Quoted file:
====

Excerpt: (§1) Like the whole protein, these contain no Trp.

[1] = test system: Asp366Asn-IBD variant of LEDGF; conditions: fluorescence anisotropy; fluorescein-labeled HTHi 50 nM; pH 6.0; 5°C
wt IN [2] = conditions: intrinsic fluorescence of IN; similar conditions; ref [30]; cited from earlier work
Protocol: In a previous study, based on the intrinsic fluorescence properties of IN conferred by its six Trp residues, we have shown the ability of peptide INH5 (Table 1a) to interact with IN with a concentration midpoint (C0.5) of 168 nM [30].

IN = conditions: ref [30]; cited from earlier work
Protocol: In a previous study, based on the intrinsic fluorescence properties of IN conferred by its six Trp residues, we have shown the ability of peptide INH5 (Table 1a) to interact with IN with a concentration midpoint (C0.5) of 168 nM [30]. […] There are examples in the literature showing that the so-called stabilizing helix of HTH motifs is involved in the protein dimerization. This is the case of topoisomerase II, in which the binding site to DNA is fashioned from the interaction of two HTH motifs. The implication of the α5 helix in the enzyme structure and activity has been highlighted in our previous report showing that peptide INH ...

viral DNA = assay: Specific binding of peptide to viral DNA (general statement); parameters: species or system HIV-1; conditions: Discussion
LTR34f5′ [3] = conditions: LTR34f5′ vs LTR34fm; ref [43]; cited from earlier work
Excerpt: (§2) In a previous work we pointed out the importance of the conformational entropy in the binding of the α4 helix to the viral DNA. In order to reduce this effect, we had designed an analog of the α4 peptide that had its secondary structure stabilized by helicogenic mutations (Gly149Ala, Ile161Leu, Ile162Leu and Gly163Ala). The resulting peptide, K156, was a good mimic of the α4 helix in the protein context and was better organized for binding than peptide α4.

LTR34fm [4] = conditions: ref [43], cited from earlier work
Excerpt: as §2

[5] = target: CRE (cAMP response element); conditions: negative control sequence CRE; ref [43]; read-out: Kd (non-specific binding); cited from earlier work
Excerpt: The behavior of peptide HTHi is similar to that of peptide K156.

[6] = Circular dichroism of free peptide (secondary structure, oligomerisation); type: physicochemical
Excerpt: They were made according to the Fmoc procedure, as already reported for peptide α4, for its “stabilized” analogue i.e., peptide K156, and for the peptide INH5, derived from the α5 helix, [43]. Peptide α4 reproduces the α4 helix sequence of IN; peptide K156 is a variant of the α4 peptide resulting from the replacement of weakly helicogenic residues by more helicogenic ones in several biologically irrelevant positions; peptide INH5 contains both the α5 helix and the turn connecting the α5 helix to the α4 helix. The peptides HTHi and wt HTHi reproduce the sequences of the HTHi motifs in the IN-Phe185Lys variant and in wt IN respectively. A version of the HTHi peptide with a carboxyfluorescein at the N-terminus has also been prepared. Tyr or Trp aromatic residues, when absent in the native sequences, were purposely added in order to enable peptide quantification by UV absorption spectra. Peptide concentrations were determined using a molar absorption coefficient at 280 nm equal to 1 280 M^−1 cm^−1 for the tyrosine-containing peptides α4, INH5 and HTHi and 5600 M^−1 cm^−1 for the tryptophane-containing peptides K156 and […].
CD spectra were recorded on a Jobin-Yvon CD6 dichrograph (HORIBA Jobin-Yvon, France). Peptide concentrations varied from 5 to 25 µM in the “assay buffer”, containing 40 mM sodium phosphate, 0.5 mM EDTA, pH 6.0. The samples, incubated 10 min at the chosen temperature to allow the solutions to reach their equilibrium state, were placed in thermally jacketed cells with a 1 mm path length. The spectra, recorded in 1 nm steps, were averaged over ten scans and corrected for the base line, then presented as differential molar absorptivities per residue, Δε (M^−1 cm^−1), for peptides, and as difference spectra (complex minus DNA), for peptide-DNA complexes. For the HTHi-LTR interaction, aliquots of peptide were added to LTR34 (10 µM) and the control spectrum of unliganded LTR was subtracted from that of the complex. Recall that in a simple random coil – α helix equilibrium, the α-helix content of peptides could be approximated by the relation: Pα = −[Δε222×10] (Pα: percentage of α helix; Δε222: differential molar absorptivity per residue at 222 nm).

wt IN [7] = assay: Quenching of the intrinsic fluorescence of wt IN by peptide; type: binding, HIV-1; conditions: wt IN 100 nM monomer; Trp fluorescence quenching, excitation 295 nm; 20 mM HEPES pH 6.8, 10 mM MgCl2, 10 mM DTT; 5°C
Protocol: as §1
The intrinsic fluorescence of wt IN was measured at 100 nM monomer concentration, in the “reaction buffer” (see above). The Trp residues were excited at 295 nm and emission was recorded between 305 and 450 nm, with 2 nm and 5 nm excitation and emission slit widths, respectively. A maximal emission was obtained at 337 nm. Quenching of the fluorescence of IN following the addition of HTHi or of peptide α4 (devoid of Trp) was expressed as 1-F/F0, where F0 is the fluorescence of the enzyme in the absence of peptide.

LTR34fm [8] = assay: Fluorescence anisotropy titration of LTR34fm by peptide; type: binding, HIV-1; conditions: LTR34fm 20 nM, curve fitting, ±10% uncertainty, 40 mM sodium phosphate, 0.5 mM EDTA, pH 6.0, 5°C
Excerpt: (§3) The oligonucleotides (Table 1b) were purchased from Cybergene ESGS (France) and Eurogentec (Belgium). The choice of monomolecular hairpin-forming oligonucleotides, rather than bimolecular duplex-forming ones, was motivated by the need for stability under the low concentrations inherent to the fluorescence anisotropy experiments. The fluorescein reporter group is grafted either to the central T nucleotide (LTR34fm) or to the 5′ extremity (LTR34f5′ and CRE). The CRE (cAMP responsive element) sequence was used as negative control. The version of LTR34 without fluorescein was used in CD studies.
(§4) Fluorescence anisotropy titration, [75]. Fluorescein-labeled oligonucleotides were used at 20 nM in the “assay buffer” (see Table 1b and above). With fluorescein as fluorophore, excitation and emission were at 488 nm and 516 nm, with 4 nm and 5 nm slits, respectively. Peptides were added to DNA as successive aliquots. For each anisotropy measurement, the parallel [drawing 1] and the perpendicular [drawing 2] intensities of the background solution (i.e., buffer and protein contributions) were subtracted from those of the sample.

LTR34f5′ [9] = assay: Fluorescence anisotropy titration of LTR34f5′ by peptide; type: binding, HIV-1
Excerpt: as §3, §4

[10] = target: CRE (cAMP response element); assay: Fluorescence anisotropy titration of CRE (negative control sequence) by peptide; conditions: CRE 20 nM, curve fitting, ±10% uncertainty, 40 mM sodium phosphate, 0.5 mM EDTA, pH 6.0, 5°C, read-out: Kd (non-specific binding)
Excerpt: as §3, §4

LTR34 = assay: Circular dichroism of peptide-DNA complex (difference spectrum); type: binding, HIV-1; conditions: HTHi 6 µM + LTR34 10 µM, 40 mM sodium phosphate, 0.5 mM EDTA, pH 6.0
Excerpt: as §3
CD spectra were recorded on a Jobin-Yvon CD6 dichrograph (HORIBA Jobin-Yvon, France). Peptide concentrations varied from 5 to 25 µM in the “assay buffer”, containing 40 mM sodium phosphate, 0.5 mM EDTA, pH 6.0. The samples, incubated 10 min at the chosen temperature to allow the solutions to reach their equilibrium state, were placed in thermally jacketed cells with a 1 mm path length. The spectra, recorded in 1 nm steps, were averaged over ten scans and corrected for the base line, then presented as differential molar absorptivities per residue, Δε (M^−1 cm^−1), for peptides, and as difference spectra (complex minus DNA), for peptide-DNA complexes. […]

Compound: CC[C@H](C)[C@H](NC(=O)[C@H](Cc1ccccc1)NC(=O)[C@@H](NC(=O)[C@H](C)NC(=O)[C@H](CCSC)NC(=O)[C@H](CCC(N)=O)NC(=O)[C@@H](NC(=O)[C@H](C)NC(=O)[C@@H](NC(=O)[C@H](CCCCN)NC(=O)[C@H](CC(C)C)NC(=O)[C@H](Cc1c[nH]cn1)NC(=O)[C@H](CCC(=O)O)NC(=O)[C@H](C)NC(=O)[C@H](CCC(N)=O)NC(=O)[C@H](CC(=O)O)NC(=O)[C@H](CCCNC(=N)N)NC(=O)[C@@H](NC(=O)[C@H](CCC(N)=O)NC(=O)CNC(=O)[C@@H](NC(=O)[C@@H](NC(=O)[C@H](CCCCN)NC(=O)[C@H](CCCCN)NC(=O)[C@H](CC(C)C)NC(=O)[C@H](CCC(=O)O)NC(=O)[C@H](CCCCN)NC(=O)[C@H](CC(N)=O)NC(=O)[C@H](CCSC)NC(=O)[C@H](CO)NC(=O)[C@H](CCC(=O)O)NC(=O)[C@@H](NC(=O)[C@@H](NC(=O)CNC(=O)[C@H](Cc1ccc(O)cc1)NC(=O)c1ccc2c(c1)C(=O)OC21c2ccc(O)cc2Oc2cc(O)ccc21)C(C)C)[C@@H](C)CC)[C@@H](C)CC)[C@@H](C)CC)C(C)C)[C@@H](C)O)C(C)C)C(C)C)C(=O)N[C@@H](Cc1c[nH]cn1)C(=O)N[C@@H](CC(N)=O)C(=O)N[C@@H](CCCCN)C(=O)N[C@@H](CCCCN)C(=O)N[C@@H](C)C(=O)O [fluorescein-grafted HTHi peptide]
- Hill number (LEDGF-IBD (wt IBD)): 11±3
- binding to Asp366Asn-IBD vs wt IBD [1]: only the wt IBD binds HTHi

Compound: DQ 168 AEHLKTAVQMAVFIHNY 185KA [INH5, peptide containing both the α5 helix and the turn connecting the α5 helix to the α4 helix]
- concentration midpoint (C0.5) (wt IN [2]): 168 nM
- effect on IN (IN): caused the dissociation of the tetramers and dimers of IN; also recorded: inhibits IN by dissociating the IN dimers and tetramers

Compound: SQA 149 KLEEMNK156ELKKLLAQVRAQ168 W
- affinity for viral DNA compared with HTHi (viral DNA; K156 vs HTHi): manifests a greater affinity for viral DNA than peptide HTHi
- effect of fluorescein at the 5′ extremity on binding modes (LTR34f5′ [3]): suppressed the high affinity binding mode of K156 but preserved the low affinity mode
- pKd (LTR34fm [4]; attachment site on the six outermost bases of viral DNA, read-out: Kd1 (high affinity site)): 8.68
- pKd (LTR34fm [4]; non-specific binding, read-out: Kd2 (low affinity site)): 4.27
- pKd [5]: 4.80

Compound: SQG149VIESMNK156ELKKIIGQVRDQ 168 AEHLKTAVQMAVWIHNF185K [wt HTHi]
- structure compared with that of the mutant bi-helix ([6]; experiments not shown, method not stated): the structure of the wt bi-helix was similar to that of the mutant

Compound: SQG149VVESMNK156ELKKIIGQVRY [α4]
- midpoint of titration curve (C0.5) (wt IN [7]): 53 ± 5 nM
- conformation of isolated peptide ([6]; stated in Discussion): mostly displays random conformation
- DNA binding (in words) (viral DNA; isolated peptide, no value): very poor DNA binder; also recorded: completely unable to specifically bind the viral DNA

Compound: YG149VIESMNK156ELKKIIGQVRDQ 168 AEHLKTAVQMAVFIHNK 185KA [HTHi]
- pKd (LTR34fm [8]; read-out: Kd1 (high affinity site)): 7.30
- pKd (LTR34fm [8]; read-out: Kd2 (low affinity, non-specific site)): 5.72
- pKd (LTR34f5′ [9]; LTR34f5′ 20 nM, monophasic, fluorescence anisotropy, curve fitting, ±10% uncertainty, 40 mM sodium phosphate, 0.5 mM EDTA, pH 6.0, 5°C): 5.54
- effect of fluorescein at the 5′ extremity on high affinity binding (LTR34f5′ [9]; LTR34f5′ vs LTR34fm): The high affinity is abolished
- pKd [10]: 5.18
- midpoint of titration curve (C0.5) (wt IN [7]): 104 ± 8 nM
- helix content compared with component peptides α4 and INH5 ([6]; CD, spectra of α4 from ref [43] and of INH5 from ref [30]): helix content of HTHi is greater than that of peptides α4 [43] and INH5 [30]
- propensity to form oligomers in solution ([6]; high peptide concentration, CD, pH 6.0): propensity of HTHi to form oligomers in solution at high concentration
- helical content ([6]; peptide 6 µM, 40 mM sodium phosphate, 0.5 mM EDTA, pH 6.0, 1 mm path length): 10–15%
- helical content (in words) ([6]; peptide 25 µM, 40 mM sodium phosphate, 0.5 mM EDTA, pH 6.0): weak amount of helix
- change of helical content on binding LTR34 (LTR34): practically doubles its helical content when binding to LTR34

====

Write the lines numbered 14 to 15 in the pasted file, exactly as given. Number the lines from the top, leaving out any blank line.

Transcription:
[6] = Circular dichroism of free peptide (secondary structure, oligomerisation); type: physicochemical
Excerpt: They were made according to the Fmoc procedure, as already reported for peptide α4, for its “stabilized” analogue i.e., peptide K156, and for the peptide INH5, derived from the α5 helix, [43]. Peptide α4 reproduces the α4 helix sequence of IN; peptide K156 is a variant of the α4 peptide resulting from the replacement of weakly helicogenic residues by more helicogenic ones in several biologically irrelevant positions; peptide INH5 contains both the α5 helix and the turn connecting the α5 helix to the α4 helix. The peptides HTHi and wt HTHi reproduce the sequences of the HTHi motifs in the IN-Phe185Lys variant and in wt IN respectively. A version of the HTHi peptide with a carboxyfluorescein at the N-terminus has also been prepared. Tyr or Trp aromatic residues, when absent in the native sequences, were purposely added in order to enable peptide quantification by UV absorption spectra. Peptide concentrations were determined using a molar absorption coefficient at 280 nm equal to 1 280 M^−1 cm^−1 for the tyrosine-containing peptides α4, INH5 and HTHi and 5600 M^−1 cm^−1 for the tryptophane-containing peptides K156 and […].